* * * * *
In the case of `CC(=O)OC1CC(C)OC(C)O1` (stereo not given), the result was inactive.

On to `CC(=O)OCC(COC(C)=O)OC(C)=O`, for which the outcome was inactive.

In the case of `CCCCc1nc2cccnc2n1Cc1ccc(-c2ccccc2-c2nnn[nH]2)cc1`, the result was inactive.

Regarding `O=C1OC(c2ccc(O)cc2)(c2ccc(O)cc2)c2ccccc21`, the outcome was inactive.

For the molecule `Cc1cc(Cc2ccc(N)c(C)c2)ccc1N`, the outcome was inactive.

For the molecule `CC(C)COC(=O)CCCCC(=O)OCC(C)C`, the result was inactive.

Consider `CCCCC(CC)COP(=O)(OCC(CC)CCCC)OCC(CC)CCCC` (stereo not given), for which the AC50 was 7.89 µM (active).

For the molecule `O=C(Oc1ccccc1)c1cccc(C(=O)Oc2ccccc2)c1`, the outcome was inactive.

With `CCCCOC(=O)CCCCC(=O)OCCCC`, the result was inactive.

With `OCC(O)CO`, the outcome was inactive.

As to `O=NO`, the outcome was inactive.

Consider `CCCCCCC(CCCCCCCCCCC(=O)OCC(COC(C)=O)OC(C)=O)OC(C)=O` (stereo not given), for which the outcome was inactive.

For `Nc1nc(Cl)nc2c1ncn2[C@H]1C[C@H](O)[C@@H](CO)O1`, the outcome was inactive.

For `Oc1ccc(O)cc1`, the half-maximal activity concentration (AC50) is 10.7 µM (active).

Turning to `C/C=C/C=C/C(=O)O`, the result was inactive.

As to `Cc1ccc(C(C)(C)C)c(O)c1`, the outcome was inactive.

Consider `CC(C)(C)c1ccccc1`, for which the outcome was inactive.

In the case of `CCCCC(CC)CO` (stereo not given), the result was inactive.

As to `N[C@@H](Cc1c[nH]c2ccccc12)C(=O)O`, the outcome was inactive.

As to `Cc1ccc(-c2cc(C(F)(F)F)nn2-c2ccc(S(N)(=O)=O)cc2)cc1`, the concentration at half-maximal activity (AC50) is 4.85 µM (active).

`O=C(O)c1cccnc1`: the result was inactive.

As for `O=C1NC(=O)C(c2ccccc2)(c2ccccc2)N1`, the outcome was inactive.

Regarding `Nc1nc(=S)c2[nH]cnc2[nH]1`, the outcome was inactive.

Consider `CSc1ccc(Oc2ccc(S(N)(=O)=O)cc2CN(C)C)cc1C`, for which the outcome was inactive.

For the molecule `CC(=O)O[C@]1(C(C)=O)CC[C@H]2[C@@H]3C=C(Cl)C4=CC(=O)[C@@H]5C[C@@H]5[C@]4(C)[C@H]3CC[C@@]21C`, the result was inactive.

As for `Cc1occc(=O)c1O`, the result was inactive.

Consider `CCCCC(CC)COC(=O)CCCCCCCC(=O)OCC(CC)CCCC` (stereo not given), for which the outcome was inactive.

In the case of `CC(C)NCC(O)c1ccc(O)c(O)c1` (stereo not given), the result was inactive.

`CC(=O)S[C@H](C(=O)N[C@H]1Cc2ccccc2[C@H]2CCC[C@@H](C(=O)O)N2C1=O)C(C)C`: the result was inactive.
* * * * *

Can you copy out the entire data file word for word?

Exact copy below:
In the case of `CC(=O)OC1CC(C)OC(C)O1` (stereo not given), the result was inactive.

On to `CC(=O)OCC(COC(C)=O)OC(C)=O`, for which the outcome was inactive.

In the case of `CCCCc1nc2cccnc2n1Cc1ccc(-c2ccccc2-c2nnn[nH]2)cc1`, the result was inactive.

Regarding `O=C1OC(c2ccc(O)cc2)(c2ccc(O)cc2)c2ccccc21`, the outcome was inactive.

For the molecule `Cc1cc(Cc2ccc(N)c(C)c2)ccc1N`, the outcome was inactive.

For the molecule `CC(C)COC(=O)CCCCC(=O)OCC(C)C`, the result was inactive.

Consider `CCCCC(CC)COP(=O)(OCC(CC)CCCC)OCC(CC)CCCC` (stereo not given), for which the AC50 was 7.89 µM (active).

For the molecule `O=C(Oc1ccccc1)c1cccc(C(=O)Oc2ccccc2)c1`, the outcome was inactive.

With `CCCCOC(=O)CCCCC(=O)OCCCC`, the result was inactive.

With `OCC(O)CO`, the outcome was inactive.

As to `O=NO`, the outcome was inactive.

Consider `CCCCCCC(CCCCCCCCCCC(=O)OCC(COC(C)=O)OC(C)=O)OC(C)=O` (stereo not given), for which the outcome was inactive.

For `Nc1nc(Cl)nc2c1ncn2[C@H]1C[C@H](O)[C@@H](CO)O1`, the outcome was inactive.

For `Oc1ccc(O)cc1`, the half-maximal activity concentration (AC50) is 10.7 µM (active).

Turning to `C/C=C/C=C/C(=O)O`, the result was inactive.

As to `Cc1ccc(C(C)(C)C)c(O)c1`, the outcome was inactive.

Consider `CC(C)(C)c1ccccc1`, for which the outcome was inactive.

In the case of `CCCCC(CC)CO` (stereo not given), the result was inactive.

As to `N[C@@H](Cc1c[nH]c2ccccc12)C(=O)O`, the outcome was inactive.

As to `Cc1ccc(-c2cc(C(F)(F)F)nn2-c2ccc(S(N)(=O)=O)cc2)cc1`, the concentration at half-maximal activity (AC50) is 4.85 µM (active).

`O=C(O)c1cccnc1`: the result was inactive.

As for `O=C1NC(=O)C(c2ccccc2)(c2ccccc2)N1`, the outcome was inactive.

Regarding `Nc1nc(=S)c2[nH]cnc2[nH]1`, the outcome was inactive.

Consider `CSc1ccc(Oc2ccc(S(N)(=O)=O)cc2CN(C)C)cc1C`, for which the outcome was inactive.

For the molecule `CC(=O)O[C@]1(C(C)=O)CC[C@H]2[C@@H]3C=C(Cl)C4=CC(=O)[C@@H]5C[C@@H]5[C@]4(C)[C@H]3CC[C@@]21C`, the result was inactive.

As for `Cc1occc(=O)c1O`, the result was inactive.

Consider `CCCCC(CC)COC(=O)CCCCCCCC(=O)OCC(CC)CCCC` (stereo not given), for which the outcome was inactive.

In the case of `CC(C)NCC(O)c1ccc(O)c(O)c1` (stereo not given), the result was inactive.

`CC(=O)S[C@H](C(=O)N[C@H]1Cc2ccccc2[C@H]2CCC[C@@H](C(=O)O)N2C1=O)C(C)C`: the result was inactive.